More parasiticmyositis cases in humans in Australia, and the definition of genetic markers for the causative agents as a basis for molecular diagnosis
Anson V Koehler, David M Spratt, Robert Norton, Sanchia Warren, Belinda McEwan, Ravindra Urkude, Suresh Murthy, Thomas Robertson, Naomi McCallum, Fiona Parsonson, Richard S Bradbury, Robin B Gasser
INFECTION GENETICS AND EVOLUTION | ELSEVIER SCIENCE BV | Published : 2016
Since 1998, there have been six reported human cases of myositis in Australia, attributable to infection with the nematode Haycocknema perplexum. However, an unequivocal diagnosis of H. perplexum infection and associated disease has been seriously compromised by a lack of molecular markers for this nematode. Here, we report new cases of disseminated myositis in two male patients from the states of Queensland and Tasmania in Australia, respectively; genetically characterize the causative agent from each case; and, also establish a PCR-based sequencing approach as a tool to support the diagnosis of future cases and to underpin epidemiological studies.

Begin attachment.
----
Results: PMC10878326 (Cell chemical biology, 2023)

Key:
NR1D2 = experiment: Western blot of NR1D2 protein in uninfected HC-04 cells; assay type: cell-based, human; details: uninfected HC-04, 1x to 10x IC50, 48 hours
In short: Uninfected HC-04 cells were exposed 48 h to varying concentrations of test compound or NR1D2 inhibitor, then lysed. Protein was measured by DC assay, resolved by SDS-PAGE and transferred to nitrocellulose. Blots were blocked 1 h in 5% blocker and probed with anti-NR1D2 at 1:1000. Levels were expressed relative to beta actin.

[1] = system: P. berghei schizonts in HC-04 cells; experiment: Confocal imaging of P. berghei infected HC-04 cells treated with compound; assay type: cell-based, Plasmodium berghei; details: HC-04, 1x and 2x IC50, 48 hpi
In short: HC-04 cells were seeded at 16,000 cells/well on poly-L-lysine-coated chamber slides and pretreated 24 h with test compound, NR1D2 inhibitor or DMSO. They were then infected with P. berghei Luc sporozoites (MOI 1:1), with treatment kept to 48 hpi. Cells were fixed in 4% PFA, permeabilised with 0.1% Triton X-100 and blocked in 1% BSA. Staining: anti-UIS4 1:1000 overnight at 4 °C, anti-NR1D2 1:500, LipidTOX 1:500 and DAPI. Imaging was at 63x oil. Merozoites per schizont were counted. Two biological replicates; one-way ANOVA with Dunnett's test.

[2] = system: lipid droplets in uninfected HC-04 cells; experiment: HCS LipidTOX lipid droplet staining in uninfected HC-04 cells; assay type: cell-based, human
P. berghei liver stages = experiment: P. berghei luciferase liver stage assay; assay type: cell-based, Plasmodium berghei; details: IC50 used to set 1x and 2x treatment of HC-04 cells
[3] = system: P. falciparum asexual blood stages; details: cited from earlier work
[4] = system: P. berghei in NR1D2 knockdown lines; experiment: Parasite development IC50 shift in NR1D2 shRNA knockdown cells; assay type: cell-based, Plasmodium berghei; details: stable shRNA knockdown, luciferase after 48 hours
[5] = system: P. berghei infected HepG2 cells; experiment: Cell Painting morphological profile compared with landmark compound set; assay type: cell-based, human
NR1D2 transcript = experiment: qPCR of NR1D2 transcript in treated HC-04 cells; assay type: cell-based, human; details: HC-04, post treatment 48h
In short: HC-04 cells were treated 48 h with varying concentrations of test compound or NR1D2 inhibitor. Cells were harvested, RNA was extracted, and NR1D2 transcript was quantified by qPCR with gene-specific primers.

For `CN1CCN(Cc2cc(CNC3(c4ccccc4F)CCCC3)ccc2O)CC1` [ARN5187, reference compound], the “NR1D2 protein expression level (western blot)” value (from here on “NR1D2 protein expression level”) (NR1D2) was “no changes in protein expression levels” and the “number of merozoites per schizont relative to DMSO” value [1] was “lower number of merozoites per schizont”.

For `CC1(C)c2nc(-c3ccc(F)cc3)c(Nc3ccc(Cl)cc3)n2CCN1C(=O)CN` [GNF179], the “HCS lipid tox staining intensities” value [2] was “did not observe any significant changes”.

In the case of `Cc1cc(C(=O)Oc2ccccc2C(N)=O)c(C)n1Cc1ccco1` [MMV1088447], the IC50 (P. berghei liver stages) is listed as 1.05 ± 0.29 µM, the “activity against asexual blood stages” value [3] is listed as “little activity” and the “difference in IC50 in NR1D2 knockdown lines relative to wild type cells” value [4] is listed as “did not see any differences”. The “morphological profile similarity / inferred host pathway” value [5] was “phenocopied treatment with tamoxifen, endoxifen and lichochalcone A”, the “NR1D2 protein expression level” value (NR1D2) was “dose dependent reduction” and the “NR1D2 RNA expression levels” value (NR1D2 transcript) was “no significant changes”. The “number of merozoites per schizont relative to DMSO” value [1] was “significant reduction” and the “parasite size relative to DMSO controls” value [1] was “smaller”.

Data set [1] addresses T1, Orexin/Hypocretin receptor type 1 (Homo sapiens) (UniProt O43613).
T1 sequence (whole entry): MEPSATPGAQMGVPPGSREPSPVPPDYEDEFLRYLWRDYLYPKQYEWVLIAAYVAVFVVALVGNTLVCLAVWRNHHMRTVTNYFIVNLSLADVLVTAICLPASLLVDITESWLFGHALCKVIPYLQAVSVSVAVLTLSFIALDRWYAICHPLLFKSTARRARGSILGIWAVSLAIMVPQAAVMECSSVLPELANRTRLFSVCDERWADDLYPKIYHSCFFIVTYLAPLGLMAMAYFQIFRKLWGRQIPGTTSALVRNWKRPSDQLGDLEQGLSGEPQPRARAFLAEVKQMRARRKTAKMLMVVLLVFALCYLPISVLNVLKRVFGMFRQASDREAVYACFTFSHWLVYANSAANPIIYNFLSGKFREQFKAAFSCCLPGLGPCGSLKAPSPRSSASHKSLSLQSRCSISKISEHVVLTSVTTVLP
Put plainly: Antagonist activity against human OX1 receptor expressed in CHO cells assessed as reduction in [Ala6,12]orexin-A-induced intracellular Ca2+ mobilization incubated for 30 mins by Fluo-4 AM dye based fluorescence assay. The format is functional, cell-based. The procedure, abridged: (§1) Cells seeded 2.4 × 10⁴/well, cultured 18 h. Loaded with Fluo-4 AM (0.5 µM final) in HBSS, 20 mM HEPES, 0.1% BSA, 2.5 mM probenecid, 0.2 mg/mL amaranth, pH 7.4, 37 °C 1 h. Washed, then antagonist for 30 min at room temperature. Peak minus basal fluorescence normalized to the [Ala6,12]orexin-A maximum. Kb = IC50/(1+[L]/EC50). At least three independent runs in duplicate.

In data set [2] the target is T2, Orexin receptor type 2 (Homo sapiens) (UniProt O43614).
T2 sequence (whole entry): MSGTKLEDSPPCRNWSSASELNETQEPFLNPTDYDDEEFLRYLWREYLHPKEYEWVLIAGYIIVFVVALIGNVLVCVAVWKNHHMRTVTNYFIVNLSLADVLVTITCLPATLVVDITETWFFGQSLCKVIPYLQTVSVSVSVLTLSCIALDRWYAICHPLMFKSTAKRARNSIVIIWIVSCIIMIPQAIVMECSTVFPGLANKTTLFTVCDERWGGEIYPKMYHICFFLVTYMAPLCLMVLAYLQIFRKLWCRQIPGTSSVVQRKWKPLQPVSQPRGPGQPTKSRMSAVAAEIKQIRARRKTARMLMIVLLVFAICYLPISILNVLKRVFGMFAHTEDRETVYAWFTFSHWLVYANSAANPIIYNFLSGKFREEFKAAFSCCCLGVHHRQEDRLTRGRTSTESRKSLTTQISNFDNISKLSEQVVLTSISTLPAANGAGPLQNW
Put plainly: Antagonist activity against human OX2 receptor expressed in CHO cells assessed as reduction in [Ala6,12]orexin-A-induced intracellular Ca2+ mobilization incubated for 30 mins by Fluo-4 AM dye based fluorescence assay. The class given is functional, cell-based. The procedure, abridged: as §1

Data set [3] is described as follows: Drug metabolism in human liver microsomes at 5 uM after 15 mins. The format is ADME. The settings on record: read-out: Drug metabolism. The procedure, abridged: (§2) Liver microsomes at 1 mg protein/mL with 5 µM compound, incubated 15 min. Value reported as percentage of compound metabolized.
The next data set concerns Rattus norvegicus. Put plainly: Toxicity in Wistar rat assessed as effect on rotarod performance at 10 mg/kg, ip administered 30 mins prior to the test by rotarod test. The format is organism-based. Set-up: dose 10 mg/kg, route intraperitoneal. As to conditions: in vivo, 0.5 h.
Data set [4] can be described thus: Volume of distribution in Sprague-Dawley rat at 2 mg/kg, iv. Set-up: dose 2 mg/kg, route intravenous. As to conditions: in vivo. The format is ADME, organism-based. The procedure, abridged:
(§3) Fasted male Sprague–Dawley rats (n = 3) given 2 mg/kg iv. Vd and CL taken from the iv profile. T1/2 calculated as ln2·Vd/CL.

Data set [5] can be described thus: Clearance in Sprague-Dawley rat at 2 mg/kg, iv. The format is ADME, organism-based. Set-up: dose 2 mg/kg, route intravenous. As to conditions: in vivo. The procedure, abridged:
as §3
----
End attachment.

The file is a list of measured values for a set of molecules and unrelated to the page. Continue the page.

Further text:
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We thank Drs Alison Ratcliffe, Tara Anderson and Peter Jessup for patient care or histopathological examination. RBG's research is supported by grants from the National Health and Medical Research Council (NHMRC) and Australian Research Council (ARC), Melbourne Water Corporation and Yourgene Biosciences (Dr Bill Chang). Neil Young assisted with RAxML, and Ross Hall with phylogenetic analysis.